# Percentages in timedelta objects in Python?

I am working on an advanced timekeeping and time statistics application. I'm using Python `timedelta` objects to represent spans of time within the app.

What I'm trying to figure out is if there's a way to represent an arbitrary fraction of a timedelta object.

The provided operators for timedelta only allow working with integers. You can multiply a timedelta by an integer, and you can divide it by an integer, but you can't do either with floats.

I want to be able to do two things:

1: Given a timedelta object, figure out an arbitrary percentage of it. In other words, the ability to multiply or divide by floats:

``````from datetime import timedelta
import math
td = timedelta(1)
newTd = td * 0.01 # 1% of the time delta specified in td
newTd = td * 1.04 # 104% of the time delta given in td
newTd = td * math.pi # the timedelta multiplied by pi (lol)
``````

2: Given two timedelta objects, figure out the percentage of time span given by one timedelta with respect to another time delta as a float:

``````from datetime import timedelta
td1 = timedelta(1)
td2 = timedelta(2)
td1 / td2 # should give me 0.5
td2 = timedelta(days=4, minutes=50)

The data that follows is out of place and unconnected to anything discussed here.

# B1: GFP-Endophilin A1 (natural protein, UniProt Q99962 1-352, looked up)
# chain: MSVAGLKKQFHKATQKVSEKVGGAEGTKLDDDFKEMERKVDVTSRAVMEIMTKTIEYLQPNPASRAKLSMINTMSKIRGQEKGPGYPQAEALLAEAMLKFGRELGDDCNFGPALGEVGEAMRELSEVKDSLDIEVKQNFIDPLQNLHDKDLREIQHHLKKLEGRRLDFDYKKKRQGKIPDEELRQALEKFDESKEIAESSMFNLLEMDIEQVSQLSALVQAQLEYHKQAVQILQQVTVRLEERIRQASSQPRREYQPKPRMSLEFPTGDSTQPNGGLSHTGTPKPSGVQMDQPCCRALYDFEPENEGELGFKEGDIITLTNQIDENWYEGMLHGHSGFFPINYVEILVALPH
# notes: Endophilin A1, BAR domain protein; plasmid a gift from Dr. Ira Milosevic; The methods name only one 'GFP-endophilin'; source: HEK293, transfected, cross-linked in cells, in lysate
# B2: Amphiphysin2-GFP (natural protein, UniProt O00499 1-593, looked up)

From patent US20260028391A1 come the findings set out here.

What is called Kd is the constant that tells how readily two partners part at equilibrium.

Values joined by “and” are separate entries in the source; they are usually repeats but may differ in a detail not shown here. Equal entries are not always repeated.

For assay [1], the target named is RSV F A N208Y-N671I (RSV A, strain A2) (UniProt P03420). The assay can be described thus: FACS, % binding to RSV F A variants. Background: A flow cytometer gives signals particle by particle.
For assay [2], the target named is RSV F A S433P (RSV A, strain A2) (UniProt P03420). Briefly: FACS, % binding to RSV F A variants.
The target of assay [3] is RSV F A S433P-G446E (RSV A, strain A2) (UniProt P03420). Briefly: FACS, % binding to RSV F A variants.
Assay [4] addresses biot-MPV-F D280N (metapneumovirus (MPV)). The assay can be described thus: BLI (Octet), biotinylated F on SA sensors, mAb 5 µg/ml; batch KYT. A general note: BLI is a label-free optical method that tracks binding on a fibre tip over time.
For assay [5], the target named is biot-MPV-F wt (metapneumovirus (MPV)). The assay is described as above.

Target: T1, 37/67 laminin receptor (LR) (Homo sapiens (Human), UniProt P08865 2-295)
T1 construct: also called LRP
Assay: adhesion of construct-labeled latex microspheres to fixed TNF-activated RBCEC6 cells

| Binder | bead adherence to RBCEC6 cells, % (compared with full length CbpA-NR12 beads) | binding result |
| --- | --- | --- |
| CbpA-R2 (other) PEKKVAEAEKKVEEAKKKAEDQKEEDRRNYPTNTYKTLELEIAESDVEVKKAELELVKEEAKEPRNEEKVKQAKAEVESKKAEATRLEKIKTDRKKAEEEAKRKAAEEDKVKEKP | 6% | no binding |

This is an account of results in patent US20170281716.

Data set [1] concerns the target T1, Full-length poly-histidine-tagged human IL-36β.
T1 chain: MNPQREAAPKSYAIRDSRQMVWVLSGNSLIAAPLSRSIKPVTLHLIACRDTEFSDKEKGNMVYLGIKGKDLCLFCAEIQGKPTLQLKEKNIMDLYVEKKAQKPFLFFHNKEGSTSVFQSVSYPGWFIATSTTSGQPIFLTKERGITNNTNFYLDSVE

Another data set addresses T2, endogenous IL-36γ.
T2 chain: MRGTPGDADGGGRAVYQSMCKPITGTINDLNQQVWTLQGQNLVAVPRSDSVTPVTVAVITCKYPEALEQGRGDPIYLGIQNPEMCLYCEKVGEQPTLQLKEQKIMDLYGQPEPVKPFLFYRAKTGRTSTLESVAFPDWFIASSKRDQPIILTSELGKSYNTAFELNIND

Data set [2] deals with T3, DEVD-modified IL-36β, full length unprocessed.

td1 / td2 # not sure what this would result in, but, the percentage of time 1 day fills out of 4 days and 50 minutes of time
``````

Both of these require me to be able to operate on timedelta objects using floats. I'm not sure if this can be done. So, Can it be done, and if not, is there a better alternative to this?

-

You can get the number of seconds from a `timedelta` with `.total_seconds()` and use that.

``````>>> from datetime import timedelta
>>> td1 = timedelta(1)
>>> td2 = timedelta(2)
>>> td1.total_seconds() / td2.total_seconds() # should give me 0.5
0.5
>>> td2 = timedelta(days=4, minutes=50)
>>> td1.total_seconds() / td2.total_seconds()
0.24784853700516352
``````
-
excellent! thanks! –  fdmillion May 26 '13 at 9:37
In python3 you can operate directly on timedelta objects using floats or divide two timedelta objects obtaining a float. –  Zac May 26 '13 at 10:12